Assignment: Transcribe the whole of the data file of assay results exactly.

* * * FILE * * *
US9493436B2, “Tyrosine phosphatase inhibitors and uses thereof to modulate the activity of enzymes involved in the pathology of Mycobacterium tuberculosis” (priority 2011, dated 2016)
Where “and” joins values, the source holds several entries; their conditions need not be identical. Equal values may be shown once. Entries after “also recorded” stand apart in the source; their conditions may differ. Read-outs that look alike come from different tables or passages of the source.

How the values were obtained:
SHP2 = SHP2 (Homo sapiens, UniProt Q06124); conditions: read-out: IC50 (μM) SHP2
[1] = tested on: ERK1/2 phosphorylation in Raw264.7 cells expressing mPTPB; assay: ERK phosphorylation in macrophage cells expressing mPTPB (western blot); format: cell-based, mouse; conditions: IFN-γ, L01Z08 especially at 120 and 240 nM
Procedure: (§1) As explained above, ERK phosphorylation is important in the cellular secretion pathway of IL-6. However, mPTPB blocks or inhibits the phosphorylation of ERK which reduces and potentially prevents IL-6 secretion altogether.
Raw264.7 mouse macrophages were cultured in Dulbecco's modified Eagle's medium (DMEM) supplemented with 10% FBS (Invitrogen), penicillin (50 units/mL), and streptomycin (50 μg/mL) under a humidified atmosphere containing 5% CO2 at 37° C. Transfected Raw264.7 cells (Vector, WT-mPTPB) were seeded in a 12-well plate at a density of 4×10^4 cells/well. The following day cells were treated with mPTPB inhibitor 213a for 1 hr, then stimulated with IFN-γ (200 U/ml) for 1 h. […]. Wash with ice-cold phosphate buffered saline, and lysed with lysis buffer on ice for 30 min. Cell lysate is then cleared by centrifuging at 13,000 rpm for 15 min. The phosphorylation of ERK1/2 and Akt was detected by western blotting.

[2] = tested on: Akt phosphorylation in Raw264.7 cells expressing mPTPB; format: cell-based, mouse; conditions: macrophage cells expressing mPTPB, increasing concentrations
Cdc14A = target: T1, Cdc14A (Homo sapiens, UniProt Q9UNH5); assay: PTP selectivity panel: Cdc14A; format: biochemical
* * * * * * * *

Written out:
US9493436B2, “Tyrosine phosphatase inhibitors and uses thereof to modulate the activity of enzymes involved in the pathology of Mycobacterium tuberculosis” (priority 2011, dated 2016)
Where “and” joins values, the source holds several entries; their conditions need not be identical. Equal values may be shown once. Entries after “also recorded” stand apart in the source; their conditions may differ. Read-outs that look alike come from different tables or passages of the source.

How the values were obtained:
SHP2 = SHP2 (Homo sapiens, UniProt Q06124); conditions: read-out: IC50 (μM) SHP2
[1] = tested on: ERK1/2 phosphorylation in Raw264.7 cells expressing mPTPB; assay: ERK phosphorylation in macrophage cells expressing mPTPB (western blot); format: cell-based, mouse; conditions: IFN-γ, L01Z08 especially at 120 and 240 nM
Procedure: (§1) As explained above, ERK phosphorylation is important in the cellular secretion pathway of IL-6. However, mPTPB blocks or inhibits the phosphorylation of ERK which reduces and potentially prevents IL-6 secretion altogether.
Raw264.7 mouse macrophages were cultured in Dulbecco's modified Eagle's medium (DMEM) supplemented with 10% FBS (Invitrogen), penicillin (50 units/mL), and streptomycin (50 μg/mL) under a humidified atmosphere containing 5% CO2 at 37° C. Transfected Raw264.7 cells (Vector, WT-mPTPB) were seeded in a 12-well plate at a density of 4×10^4 cells/well. The following day cells were treated with mPTPB inhibitor 213a for 1 hr, then stimulated with IFN-γ (200 U/ml) for 1 h. […]. Wash with ice-cold phosphate buffered saline, and lysed with lysis buffer on ice for 30 min. Cell lysate is then cleared by centrifuging at 13,000 rpm for 15 min. The phosphorylation of ERK1/2 and Akt was detected by western blotting.

[2] = tested on: Akt phosphorylation in Raw264.7 cells expressing mPTPB; format: cell-based, mouse; conditions: macrophage cells expressing mPTPB, increasing concentrations
Cdc14A = target: T1, Cdc14A (Homo sapiens, UniProt Q9UNH5); assay: PTP selectivity panel: Cdc14A; format: biochemical